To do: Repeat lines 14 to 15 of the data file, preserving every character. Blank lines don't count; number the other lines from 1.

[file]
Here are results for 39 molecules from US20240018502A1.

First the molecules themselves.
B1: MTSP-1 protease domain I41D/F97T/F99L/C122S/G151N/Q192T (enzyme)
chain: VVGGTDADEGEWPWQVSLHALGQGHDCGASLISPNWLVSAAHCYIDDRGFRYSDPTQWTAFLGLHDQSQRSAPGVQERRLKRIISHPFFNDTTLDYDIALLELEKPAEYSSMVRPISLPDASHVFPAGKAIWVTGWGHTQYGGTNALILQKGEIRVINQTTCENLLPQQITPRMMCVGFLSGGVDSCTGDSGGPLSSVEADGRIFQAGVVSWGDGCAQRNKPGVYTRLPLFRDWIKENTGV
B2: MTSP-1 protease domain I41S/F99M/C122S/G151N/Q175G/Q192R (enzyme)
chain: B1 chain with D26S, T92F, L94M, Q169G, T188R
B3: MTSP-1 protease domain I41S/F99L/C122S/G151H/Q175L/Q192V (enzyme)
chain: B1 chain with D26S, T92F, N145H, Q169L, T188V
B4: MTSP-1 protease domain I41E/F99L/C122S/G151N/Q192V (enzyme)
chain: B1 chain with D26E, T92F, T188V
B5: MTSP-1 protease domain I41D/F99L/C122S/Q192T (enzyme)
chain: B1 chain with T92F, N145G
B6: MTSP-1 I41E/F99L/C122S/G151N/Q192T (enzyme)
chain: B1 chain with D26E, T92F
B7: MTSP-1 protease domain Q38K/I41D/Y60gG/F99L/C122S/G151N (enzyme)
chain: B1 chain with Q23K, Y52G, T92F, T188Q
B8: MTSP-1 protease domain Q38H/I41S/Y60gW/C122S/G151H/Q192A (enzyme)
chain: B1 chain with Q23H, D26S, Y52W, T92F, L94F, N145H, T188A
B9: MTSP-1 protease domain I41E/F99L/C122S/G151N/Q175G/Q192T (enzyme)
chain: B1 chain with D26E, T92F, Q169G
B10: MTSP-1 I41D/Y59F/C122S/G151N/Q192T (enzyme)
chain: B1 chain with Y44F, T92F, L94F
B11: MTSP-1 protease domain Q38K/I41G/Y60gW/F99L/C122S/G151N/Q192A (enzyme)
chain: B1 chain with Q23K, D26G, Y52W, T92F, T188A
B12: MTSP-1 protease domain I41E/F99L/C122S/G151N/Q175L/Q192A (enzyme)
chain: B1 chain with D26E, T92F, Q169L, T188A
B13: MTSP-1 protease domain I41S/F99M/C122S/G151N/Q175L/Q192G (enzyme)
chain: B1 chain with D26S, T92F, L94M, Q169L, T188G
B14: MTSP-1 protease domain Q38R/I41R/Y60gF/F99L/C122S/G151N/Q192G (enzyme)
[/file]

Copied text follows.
chain: B1 chain with D26E, T92F
B7: MTSP-1 protease domain Q38K/I41D/Y60gG/F99L/C122S/G151N (enzyme)